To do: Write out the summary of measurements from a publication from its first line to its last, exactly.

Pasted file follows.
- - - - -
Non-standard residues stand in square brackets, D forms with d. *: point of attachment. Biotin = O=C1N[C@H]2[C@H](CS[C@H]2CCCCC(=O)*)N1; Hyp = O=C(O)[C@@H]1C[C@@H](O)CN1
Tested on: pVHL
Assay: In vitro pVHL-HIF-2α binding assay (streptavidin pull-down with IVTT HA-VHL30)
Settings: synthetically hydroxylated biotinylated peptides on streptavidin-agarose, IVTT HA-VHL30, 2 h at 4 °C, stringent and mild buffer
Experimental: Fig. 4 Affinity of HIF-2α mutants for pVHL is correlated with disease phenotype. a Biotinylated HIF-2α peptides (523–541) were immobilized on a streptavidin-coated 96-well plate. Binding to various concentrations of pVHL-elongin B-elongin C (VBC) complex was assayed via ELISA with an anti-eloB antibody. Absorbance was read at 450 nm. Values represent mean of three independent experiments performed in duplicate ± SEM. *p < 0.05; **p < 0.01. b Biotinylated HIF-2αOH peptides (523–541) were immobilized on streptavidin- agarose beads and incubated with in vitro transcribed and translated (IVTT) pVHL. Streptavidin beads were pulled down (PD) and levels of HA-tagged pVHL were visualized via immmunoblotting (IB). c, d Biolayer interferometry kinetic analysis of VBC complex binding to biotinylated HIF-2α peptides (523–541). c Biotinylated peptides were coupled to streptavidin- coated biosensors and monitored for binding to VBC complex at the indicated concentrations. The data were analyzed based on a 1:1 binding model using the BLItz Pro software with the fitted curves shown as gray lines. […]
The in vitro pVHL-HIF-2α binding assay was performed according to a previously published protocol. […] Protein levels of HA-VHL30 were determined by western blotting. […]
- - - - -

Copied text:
Non-standard residues stand in square brackets, D forms with d. *: point of attachment. Biotin = O=C1N[C@H]2[C@H](CS[C@H]2CCCCC(=O)*)N1; Hyp = O=C(O)[C@@H]1C[C@@H](O)CN1
Tested on: pVHL
Assay: In vitro pVHL-HIF-2α binding assay (streptavidin pull-down with IVTT HA-VHL30)
Settings: synthetically hydroxylated biotinylated peptides on streptavidin-agarose, IVTT HA-VHL30, 2 h at 4 °C, stringent and mild buffer
Experimental: Fig. 4 Affinity of HIF-2α mutants for pVHL is correlated with disease phenotype. a Biotinylated HIF-2α peptides (523–541) were immobilized on a streptavidin-coated 96-well plate. Binding to various concentrations of pVHL-elongin B-elongin C (VBC) complex was assayed via ELISA with an anti-eloB antibody. Absorbance was read at 450 nm. Values represent mean of three independent experiments performed in duplicate ± SEM. *p < 0.05; **p < 0.01. b Biotinylated HIF-2αOH peptides (523–541) were immobilized on streptavidin- agarose beads and incubated with in vitro transcribed and translated (IVTT) pVHL. Streptavidin beads were pulled down (PD) and levels of HA-tagged pVHL were visualized via immmunoblotting (IB). c, d Biolayer interferometry kinetic analysis of VBC complex binding to biotinylated HIF-2α peptides (523–541). c Biotinylated peptides were coupled to streptavidin- coated biosensors and monitored for binding to VBC complex at the indicated concentrations. The data were analyzed based on a 1:1 binding model using the BLItz Pro software with the fitted curves shown as gray lines. […]
The in vitro pVHL-HIF-2α binding assay was performed according to a previously published protocol. […] Protein levels of HA-VHL30 were determined by western blotting. […]